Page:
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Original Research ARTICLE

Front. Psychiatry, 22 June 2018 | https://doi.org/10.3389/fpsyt.2018.00255

Rapid Eye Movement Sleep, Sleep Continuity and Slow Wave Sleep as Predictors of Cognition, Mood, and Subjective Sleep Quality in Healthy Men and Women, Aged 20–84 Years

  • 1Surrey Clinical Research Centre, Faculty of Health and Medical Sciences, University of Surrey, Guildford, United Kingdom
  • 2Division of Psychology, Nottingham Trent University, Nottingham, United Kingdom
  • 3Surrey Sleep Research Centre, Faculty of Health and Medical Sciences, University of Surrey, Guildford, United Kingdom

Sleep and its sub-states are assumed to be important for brain function across the lifespan but which aspects of sleep associate with various aspects of cognition, mood and self-reported sleep quality has not yet been established in detail. Sleep was quantified by polysomnography, quantitative Electroencephalogram (EEG) analysis and self-report in 206 healthy men and women, aged 20–84 years, without sleep complaints. Waking brain function was quantified by five assessments scheduled across the day covering objectively assessed performance across cognitive domains including sustained attention and arousal, decision and response time, motor and sequence control, working memory, and executive function as well as self-reports of alertness, mood and affect. Controlled for age and sex, self-reported sleep quality was negatively associated with number of awakenings and positively associated with the duration of Rapid Eye Movement (REM) sleep, but no significant associations with Slow Wave Sleep (SWS) measures were observed. Controlling only for age showed that associations between objective and subjective sleep quality were much stronger in women than in men. Analysis of 51 performance measures demonstrated that, after controlling for age and sex, fewer awakenings and more REM sleep were associated significantly with better performance on the Goal Neglect task, which is a test of executive function. Factor analysis of the individual performance measures identified four latent variables labeled Mood/Arousal, Response Time, Accuracy, and Visual Perceptual Sensitivity. Whereas Mood/Arousal improved with age, Response Times became slower, while Accuracy and Visual perceptual sensitivity showed little change with age. After controlling for sex and age, nominally significant association between sleep and factor scores were observed such that Response Times were faster with more SWS, and Accuracy was reduced where individuals woke more often or had less REM sleep. These data identify a positive contribution of SWS to processing speed and in particular highlight the importance of sleep continuity and REM sleep for subjective sleep quality and performance accuracy across the adult lifespan. These findings warrant further investigation of the contribution of sleep continuity and REM sleep to brain function.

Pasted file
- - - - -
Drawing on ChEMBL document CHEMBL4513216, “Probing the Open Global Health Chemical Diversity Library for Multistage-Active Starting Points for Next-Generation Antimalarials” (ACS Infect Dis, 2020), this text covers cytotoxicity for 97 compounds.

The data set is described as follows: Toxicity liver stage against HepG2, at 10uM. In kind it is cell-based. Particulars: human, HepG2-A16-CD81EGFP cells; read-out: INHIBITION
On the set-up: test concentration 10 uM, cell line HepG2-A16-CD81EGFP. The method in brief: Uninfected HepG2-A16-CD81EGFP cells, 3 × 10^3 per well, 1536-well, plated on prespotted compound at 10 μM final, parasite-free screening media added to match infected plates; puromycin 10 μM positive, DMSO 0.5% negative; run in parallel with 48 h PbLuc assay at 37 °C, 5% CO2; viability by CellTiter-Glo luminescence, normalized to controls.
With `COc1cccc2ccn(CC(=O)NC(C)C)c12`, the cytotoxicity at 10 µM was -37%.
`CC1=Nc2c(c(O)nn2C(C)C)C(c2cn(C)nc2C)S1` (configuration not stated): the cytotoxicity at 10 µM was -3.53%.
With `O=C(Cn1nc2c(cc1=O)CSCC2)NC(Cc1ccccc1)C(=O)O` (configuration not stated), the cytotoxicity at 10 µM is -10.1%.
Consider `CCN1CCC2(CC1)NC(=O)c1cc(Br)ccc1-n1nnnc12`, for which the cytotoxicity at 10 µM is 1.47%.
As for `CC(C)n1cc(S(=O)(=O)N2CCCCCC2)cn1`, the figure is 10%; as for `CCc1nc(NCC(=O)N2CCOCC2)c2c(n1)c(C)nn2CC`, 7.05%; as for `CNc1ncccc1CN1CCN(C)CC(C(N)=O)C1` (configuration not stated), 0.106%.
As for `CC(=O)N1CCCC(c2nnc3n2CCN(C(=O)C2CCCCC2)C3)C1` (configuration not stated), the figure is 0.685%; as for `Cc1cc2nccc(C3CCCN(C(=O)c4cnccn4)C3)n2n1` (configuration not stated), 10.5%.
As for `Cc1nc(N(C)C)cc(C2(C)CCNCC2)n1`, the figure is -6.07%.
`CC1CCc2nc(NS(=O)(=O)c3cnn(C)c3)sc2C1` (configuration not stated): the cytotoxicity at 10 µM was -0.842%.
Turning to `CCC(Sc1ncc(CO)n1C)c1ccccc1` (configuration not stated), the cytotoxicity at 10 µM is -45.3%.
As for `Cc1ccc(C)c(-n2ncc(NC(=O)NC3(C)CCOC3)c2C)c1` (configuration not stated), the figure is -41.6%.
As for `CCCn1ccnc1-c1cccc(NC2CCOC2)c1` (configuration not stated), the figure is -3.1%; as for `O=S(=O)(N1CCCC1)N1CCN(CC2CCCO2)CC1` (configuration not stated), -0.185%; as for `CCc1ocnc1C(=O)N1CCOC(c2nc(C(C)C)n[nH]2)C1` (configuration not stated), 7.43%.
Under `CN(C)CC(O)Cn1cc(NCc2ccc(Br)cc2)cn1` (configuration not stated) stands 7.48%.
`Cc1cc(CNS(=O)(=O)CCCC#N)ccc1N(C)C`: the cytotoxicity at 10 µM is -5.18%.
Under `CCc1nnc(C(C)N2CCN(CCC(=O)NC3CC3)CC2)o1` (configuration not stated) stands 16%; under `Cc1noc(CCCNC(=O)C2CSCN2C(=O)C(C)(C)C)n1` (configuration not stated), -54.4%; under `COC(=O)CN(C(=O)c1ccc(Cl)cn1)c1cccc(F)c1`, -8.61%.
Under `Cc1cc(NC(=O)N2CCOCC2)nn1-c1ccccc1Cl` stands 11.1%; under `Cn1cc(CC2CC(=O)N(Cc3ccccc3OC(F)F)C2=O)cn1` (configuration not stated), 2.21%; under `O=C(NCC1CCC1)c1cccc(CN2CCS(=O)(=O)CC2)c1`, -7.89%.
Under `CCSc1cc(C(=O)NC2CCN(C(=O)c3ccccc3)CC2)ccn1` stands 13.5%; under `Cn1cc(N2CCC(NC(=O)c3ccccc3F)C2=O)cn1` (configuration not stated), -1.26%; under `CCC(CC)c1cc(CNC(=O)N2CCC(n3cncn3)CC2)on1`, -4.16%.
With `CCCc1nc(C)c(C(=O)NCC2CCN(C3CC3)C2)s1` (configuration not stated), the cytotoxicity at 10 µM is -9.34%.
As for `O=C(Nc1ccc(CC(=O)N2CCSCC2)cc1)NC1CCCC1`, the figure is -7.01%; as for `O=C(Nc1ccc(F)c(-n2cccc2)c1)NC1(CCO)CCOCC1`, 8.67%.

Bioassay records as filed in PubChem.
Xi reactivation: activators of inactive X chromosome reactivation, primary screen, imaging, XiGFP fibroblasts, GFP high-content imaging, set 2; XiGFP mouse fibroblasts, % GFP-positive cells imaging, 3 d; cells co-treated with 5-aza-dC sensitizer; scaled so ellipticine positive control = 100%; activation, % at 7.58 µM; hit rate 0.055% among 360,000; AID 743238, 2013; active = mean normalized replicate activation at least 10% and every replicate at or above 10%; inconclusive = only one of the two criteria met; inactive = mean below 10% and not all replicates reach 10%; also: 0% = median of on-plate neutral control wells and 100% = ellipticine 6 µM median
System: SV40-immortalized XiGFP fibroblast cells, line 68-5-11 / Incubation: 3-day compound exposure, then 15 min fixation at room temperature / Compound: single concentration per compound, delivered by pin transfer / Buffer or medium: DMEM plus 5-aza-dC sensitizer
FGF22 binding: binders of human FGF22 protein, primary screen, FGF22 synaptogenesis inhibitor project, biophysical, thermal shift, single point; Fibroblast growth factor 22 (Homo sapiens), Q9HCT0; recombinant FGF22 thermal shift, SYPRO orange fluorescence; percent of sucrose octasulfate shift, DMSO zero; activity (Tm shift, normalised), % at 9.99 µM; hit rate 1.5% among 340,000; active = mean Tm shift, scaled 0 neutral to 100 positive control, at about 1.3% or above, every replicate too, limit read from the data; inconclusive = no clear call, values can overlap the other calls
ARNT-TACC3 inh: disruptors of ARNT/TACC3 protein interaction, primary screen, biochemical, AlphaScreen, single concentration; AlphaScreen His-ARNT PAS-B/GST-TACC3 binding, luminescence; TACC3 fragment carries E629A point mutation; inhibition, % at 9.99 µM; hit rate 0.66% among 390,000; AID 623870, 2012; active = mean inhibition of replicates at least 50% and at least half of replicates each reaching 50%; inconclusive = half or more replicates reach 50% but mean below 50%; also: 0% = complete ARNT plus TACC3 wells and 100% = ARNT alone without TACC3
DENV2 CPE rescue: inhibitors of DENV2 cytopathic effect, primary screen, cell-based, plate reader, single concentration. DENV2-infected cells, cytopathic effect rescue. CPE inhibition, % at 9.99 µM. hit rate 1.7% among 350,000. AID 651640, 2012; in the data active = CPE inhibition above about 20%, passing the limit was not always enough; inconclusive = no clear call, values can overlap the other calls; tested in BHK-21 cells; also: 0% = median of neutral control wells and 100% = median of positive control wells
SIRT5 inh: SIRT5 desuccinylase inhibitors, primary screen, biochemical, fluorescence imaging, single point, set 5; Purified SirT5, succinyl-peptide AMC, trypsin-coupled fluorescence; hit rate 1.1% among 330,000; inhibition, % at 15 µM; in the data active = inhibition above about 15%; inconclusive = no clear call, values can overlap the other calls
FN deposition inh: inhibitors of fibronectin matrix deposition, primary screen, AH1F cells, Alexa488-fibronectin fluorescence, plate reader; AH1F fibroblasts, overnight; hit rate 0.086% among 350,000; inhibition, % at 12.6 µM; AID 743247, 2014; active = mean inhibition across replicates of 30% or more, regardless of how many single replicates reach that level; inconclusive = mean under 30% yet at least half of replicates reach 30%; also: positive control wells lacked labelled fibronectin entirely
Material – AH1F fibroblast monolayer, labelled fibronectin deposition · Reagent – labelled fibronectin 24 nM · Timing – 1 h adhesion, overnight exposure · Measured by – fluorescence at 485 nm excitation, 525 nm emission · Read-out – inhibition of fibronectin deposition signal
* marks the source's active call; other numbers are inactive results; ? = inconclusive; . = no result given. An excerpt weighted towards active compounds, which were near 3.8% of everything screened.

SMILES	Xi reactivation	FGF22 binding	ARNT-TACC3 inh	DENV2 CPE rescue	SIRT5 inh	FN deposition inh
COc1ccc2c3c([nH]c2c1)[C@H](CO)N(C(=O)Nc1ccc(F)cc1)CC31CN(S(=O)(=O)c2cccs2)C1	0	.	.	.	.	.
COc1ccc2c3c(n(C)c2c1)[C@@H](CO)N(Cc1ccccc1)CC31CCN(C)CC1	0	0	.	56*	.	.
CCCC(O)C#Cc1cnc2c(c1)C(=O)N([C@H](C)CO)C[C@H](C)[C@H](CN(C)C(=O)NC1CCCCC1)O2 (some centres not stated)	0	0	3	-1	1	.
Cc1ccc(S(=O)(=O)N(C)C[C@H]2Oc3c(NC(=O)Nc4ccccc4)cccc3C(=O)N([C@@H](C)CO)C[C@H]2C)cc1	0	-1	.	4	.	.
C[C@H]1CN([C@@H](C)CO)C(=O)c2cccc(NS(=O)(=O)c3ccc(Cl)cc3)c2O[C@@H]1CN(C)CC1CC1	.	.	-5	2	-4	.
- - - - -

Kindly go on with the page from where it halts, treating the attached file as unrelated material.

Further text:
Introduction

Sleep of good quality and sufficient duration is assumed to benefit health and brain function (1). Epidemiological studies indicate that both extreme short and extreme long self-reported sleep durations are negatively associated with cognitive function and mood (25). In interventional studies, acute and chronic sleep deprivation (6, 7), and disruption of both Slow Wave Sleep (SWS) and sleep continuity (8, 9) all lead to an increase in daytime sleepiness, a reduction in subjective sleep quality as well as a reduction in sustained attention and processing speed. Few recent interventional studies on the effects of Rapid Eye Movement (REM) sleep deprivation on next day functioning are available. The effects of sleep on brain function may be mediated by total sleep time (TST), sleep continuity or specific aspects of sleep structure such as slow waves, sleep spindles or REM sleep (10). Hypotheses about the mechanisms by which sleep contributes to waking function have emphasized the role of sleep in plasticity and synaptic homeostasis (11, 12), brain system reorganization including the possible transfer of recently acquired memories from hippocampus to neocortex (13), biochemical-physiological hypotheses such as sleep mediated clearance of metabolites from the brain (14) or reversal of inflammation (15, 16). Although experiments demonstrating an impact of insufficient sleep on brain function have been primarily conducted in healthy young participants, studies of sleep in older people indicate that sleep also contributes to brain functioning in the later stages of the life span (10, 17). Some studies have reported correlations between sleep and cognition in particular age groups [e.g., (18)] and patient groups such as those with mild cognitive impairment (19). In these studies age has rarely been treated as a continuous variable and in very few studies has sleep been assessed by polysomnography (PSG) (20, 21). In fact, whether inter-individual variation in aspects of EEG assessed sleep may explain inter-individual variation in subjective sleep quality and cognition across the healthy life span, beyond the explanatory power of age itself, has not been firmly established (10). Addressing this question is of relevance because changes in sleep are prominent in mental disorders across the life span (22) and are also prominent in neurodegenerative conditions such as Parkinson's disease, Alzheimer's disease and other forms of dementia (23, 24), and may be predictive of cognitive decline and neurodegeneration (25).